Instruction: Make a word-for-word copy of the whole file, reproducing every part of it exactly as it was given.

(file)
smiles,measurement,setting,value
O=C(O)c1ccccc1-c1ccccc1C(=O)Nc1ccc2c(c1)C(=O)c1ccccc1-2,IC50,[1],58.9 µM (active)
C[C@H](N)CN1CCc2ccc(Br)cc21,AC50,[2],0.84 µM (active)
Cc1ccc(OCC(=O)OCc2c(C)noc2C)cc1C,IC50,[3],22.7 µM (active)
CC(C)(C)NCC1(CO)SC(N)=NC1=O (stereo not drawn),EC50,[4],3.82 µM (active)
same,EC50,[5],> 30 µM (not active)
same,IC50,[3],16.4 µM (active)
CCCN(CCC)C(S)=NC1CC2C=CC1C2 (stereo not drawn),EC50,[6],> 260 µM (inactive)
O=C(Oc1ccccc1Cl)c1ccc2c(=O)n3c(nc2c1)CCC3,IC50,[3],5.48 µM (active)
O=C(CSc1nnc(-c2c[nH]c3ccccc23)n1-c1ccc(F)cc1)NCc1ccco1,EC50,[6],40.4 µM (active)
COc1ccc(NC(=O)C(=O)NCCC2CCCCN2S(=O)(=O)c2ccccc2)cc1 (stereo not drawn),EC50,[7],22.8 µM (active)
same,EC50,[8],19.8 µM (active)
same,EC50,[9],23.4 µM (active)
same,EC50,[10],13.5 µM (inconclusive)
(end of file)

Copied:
smiles,measurement,setting,value
O=C(O)c1ccccc1-c1ccccc1C(=O)Nc1ccc2c(c1)C(=O)c1ccccc1-2,IC50,[1],58.9 µM (active)
C[C@H](N)CN1CCc2ccc(Br)cc21,AC50,[2],0.84 µM (active)
Cc1ccc(OCC(=O)OCc2c(C)noc2C)cc1C,IC50,[3],22.7 µM (active)
CC(C)(C)NCC1(CO)SC(N)=NC1=O (stereo not drawn),EC50,[4],3.82 µM (active)
same,EC50,[5],> 30 µM (not active)
same,IC50,[3],16.4 µM (active)
CCCN(CCC)C(S)=NC1CC2C=CC1C2 (stereo not drawn),EC50,[6],> 260 µM (inactive)
O=C(Oc1ccccc1Cl)c1ccc2c(=O)n3c(nc2c1)CCC3,IC50,[3],5.48 µM (active)
O=C(CSc1nnc(-c2c[nH]c3ccccc23)n1-c1ccc(F)cc1)NCc1ccco1,EC50,[6],40.4 µM (active)
COc1ccc(NC(=O)C(=O)NCCC2CCCCN2S(=O)(=O)c2ccccc2)cc1 (stereo not drawn),EC50,[7],22.8 µM (active)
same,EC50,[8],19.8 µM (active)
same,EC50,[9],23.4 µM (active)
same,EC50,[10],13.5 µM (inconclusive)